If I have any real critique of the Škoda Octavia Scout, it’s this: Computerized electronic systems are great, but they need to work with near 100% reliability in order to be better than what came before. Unfortunately, I didn’t always find that to be the case.
Take Lane Assist. This is a semi-autonomous system designed to help you stay in your lane. When it’s activated, you will sometimes feel the car steering with you into turns, or making minor adjustments when you drift close to the edge of the lane.
However, Lane Assist is neither fully autonomous nor fully reliable. It’s hard to tell when it’s going to make an adjustment. You’ll feel the car steering with you through one curve, then nothing on the next one. It will also reliably go berserk whenever you enter a construction zone, beeping a warning tone and telling you to “drive in the center of the lane,” even when you are accurately following the temporary markings. Even at its best, the system feels a bit unnerving, giving you the ominous feeling that you’re not the only one steering the car.
The aforementioned Adaptive Cruise Control is also not without its flaws. Though the system worked flawlessly for me while regulating speed with regards to other traffic, it wasn’t quite as precise at identifying the posted speed limit. While on the highway, sometimes the car would detect a non-existent speed limit that was drastically lower than the actual limit, forcing the vehicle to brake sharply. When your car suddenly decelerates from 130 kph to 60 kph for no good reason on the highway, that’s not a good thing.
My Scout seemed to have a few other ghosts in the electrical system. Sometimes the sound system wouldn’t work upon start. Other times, more scarily, the car would inform me that I’d just been in an accident, when this was clearly not the case. While this can likely be attributed to a simple electrical glitch, it’s no less annoying. If a system is really going to make our lives better and safer, it needs to work as intended, all the time.
While I’m harping on the Scout’s shortcomings, there’s one more issue that stuck with me. As soon as there’s a bit of snow on the ground, all of those fancy exterior sensors can no longer be relied upon. Adaptive Cruise Control, lane assist, blind-spot warnings: All of this immediately goes out of the window as soon as a bit of snow is added to the equation.
It does make sense: Sensors can’t read road markings that are covered in snow, and of course they can’t sense anything when they themselves are covered in a layer of ice. Even so, it was surprising how quickly all of these helpful functions ceased to be of any use as soon as the weather turned nasty. If you do a lot of driving in wintry conditions, you'll quickly learn that you can’t rely on many of these assistance systems.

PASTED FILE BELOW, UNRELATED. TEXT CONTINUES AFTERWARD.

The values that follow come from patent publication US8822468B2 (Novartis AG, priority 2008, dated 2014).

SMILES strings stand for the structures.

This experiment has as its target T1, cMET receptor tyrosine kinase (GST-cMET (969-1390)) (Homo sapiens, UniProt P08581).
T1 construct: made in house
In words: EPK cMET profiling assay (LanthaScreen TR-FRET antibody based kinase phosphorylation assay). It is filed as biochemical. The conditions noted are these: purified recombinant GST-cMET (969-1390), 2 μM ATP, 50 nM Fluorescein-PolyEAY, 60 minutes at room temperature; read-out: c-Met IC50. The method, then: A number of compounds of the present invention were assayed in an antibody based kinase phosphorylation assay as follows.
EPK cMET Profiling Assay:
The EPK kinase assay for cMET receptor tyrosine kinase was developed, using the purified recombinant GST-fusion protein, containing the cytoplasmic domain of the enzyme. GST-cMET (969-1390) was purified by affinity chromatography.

On a mountain road like this, Lane Assist isn´t going to be of much help sensing the side of the road—or the skier flying overhead.
I’ve already listed some of my favorite features of the Octavia Scout, as well as some downsides. But I’ve honestly only scratched the surface of the car’s many features. Some of the other bells and whistles are more or less useful, depending on your personal preferences.
The wireless phone charging pad in the central console? Actually pretty cool, when it works. (Tip: Remove your phone case.)
The little lights on the driver and passenger doors that project “Škoda” onto the ground when you open them? Fancy, but probably unnecessary. (Although your friends will be impressed.)
The voice-activated assistant? The jury’s out on this one. Like Siri and Alexa, it’s a roll of the dice whether or not the system will understand what you’re trying to tell it. However, once you learn which voice commands it responds to, it can be quite practical. For me, it was a continual pleasure to tell the car “my ass is cold” as a means of turning on the seat heating.
The wireless phone charging pad is a unique touch.
Despite the occasional electrical or technological shortcoming, all in all I found to the Octavia to be a reliable workhorse of a vehicle, capable of handling every task I could throw at it. Though it’s not what most would consider a “sporty” car, it has more than enough power and responsiveness to make driving more than just a menial task. It’s also rugged and reliable, capable of mastering nearly any mountainous conditions. While it might lack some of the power and prestige of some other sport-focused models, it more than makes up for it in affordability. The Octavia isn’t a status symbol—it’s a tool built for everyman.
For me, that’s more than enough to prove my hypothesis. Affordable, reliable and practical, the Škoda Octavia is indeed the skier’s car in Europe. Even if some of the fancy new systems occasionally leave something to be desired, this is still a car you can rely on to get you from Point A to Point B. For a ski bum like me, that’s what’s most important.